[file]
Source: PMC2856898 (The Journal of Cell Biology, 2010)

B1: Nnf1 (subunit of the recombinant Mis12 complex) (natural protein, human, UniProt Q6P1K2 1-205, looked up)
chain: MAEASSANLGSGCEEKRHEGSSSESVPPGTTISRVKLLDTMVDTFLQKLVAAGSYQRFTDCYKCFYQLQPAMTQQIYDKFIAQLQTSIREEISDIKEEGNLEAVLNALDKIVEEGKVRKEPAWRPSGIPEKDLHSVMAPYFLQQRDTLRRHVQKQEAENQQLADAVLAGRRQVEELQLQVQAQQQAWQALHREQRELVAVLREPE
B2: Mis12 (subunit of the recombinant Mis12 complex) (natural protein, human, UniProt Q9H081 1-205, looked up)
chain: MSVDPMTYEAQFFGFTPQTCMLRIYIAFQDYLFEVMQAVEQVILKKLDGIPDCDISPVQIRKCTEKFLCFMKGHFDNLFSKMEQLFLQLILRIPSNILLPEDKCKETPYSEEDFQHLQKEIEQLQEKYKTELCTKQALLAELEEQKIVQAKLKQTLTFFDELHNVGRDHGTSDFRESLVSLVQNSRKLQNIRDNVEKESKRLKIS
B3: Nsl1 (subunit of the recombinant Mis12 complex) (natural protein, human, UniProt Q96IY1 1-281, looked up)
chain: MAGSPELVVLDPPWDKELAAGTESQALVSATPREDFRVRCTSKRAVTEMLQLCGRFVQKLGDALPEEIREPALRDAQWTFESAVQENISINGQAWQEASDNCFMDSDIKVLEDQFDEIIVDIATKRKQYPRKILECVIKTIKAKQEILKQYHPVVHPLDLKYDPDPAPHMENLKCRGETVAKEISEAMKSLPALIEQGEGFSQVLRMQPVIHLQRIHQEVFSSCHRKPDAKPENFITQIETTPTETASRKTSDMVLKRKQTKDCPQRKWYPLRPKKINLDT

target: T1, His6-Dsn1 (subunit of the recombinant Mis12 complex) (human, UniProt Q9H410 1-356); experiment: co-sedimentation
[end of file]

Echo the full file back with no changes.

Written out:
Source: PMC2856898 (The Journal of Cell Biology, 2010)

B1: Nnf1 (subunit of the recombinant Mis12 complex) (natural protein, human, UniProt Q6P1K2 1-205, looked up)
chain: MAEASSANLGSGCEEKRHEGSSSESVPPGTTISRVKLLDTMVDTFLQKLVAAGSYQRFTDCYKCFYQLQPAMTQQIYDKFIAQLQTSIREEISDIKEEGNLEAVLNALDKIVEEGKVRKEPAWRPSGIPEKDLHSVMAPYFLQQRDTLRRHVQKQEAENQQLADAVLAGRRQVEELQLQVQAQQQAWQALHREQRELVAVLREPE
B2: Mis12 (subunit of the recombinant Mis12 complex) (natural protein, human, UniProt Q9H081 1-205, looked up)
chain: MSVDPMTYEAQFFGFTPQTCMLRIYIAFQDYLFEVMQAVEQVILKKLDGIPDCDISPVQIRKCTEKFLCFMKGHFDNLFSKMEQLFLQLILRIPSNILLPEDKCKETPYSEEDFQHLQKEIEQLQEKYKTELCTKQALLAELEEQKIVQAKLKQTLTFFDELHNVGRDHGTSDFRESLVSLVQNSRKLQNIRDNVEKESKRLKIS
B3: Nsl1 (subunit of the recombinant Mis12 complex) (natural protein, human, UniProt Q96IY1 1-281, looked up)
chain: MAGSPELVVLDPPWDKELAAGTESQALVSATPREDFRVRCTSKRAVTEMLQLCGRFVQKLGDALPEEIREPALRDAQWTFESAVQENISINGQAWQEASDNCFMDSDIKVLEDQFDEIIVDIATKRKQYPRKILECVIKTIKAKQEILKQYHPVVHPLDLKYDPDPAPHMENLKCRGETVAKEISEAMKSLPALIEQGEGFSQVLRMQPVIHLQRIHQEVFSSCHRKPDAKPENFITQIETTPTETASRKTSDMVLKRKQTKDCPQRKWYPLRPKKINLDT

target: T1, His6-Dsn1 (subunit of the recombinant Mis12 complex) (human, UniProt Q9H410 1-356); experiment: co-sedimentation